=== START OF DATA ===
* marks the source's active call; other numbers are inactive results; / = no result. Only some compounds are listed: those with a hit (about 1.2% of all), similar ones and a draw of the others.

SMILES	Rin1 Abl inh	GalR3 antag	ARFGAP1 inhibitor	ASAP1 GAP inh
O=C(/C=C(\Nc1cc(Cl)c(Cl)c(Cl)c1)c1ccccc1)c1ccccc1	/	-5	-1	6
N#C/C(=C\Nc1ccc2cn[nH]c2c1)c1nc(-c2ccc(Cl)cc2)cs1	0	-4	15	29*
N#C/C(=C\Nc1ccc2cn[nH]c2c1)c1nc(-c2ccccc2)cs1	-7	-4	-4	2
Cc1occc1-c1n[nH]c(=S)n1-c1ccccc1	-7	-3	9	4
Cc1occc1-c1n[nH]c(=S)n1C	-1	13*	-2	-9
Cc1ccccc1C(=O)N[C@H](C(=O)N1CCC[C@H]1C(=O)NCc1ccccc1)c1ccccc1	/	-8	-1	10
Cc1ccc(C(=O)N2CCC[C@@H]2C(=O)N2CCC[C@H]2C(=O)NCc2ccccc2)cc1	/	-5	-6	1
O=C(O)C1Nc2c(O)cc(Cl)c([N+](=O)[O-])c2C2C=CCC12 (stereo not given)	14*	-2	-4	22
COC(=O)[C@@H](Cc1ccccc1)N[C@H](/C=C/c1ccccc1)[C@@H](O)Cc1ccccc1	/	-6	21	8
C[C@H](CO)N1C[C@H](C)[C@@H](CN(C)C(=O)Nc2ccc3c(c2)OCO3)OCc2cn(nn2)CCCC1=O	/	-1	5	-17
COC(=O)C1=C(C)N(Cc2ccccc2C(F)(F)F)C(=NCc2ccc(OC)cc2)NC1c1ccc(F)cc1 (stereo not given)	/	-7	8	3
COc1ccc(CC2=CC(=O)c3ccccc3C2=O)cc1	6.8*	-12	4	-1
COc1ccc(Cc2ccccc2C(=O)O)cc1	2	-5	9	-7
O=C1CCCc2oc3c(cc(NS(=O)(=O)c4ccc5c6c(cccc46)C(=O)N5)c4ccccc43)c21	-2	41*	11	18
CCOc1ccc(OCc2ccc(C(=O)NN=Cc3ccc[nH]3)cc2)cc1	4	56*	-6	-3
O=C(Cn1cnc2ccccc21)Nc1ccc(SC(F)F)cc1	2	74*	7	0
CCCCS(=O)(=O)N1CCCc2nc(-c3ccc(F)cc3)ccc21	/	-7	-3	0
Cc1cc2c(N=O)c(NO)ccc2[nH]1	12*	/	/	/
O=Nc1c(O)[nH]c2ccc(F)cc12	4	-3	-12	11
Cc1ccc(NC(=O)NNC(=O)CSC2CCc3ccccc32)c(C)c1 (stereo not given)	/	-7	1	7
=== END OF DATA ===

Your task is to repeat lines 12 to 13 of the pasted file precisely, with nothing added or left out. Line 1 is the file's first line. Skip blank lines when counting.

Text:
C[C@H](CO)N1C[C@H](C)[C@@H](CN(C)C(=O)Nc2ccc3c(c2)OCO3)OCc2cn(nn2)CCCC1=O	/	-1	5	-17
COC(=O)C1=C(C)N(Cc2ccccc2C(F)(F)F)C(=NCc2ccc(OC)cc2)NC1c1ccc(F)cc1 (stereo not given)	/	-7	8	3